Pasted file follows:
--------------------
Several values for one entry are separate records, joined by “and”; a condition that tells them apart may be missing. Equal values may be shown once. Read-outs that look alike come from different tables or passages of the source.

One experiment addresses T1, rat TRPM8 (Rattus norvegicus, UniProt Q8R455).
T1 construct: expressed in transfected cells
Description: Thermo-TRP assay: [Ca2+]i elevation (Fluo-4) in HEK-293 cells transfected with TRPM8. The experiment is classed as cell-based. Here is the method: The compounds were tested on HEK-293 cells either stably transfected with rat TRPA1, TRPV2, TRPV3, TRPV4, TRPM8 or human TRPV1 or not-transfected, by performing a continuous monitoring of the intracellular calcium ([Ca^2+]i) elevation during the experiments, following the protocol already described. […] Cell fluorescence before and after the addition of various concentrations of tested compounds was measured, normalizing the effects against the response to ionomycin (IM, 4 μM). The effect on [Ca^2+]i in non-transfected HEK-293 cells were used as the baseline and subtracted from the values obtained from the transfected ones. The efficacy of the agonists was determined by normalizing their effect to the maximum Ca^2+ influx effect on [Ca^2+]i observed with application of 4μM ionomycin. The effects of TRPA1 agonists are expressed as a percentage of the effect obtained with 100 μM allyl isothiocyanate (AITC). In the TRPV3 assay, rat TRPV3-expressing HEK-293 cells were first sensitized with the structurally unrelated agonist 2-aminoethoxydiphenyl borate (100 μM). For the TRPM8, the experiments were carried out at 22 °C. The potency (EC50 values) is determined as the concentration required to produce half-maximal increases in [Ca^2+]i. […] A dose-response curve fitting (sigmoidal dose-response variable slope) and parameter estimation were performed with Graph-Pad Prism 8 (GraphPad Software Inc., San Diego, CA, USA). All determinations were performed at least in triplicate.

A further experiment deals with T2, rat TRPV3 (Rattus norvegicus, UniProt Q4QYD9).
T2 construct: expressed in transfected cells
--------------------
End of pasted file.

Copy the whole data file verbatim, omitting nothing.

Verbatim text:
Several values for one entry are separate records, joined by “and”; a condition that tells them apart may be missing. Equal values may be shown once. Read-outs that look alike come from different tables or passages of the source.

One experiment addresses T1, rat TRPM8 (Rattus norvegicus, UniProt Q8R455).
T1 construct: expressed in transfected cells
Description: Thermo-TRP assay: [Ca2+]i elevation (Fluo-4) in HEK-293 cells transfected with TRPM8. The experiment is classed as cell-based. Here is the method: The compounds were tested on HEK-293 cells either stably transfected with rat TRPA1, TRPV2, TRPV3, TRPV4, TRPM8 or human TRPV1 or not-transfected, by performing a continuous monitoring of the intracellular calcium ([Ca^2+]i) elevation during the experiments, following the protocol already described. […] Cell fluorescence before and after the addition of various concentrations of tested compounds was measured, normalizing the effects against the response to ionomycin (IM, 4 μM). The effect on [Ca^2+]i in non-transfected HEK-293 cells were used as the baseline and subtracted from the values obtained from the transfected ones. The efficacy of the agonists was determined by normalizing their effect to the maximum Ca^2+ influx effect on [Ca^2+]i observed with application of 4μM ionomycin. The effects of TRPA1 agonists are expressed as a percentage of the effect obtained with 100 μM allyl isothiocyanate (AITC). In the TRPV3 assay, rat TRPV3-expressing HEK-293 cells were first sensitized with the structurally unrelated agonist 2-aminoethoxydiphenyl borate (100 μM). For the TRPM8, the experiments were carried out at 22 °C. The potency (EC50 values) is determined as the concentration required to produce half-maximal increases in [Ca^2+]i. […] A dose-response curve fitting (sigmoidal dose-response variable slope) and parameter estimation were performed with Graph-Pad Prism 8 (GraphPad Software Inc., San Diego, CA, USA). All determinations were performed at least in triplicate.

A further experiment deals with T2, rat TRPV3 (Rattus norvegicus, UniProt Q4QYD9).
T2 construct: expressed in transfected cells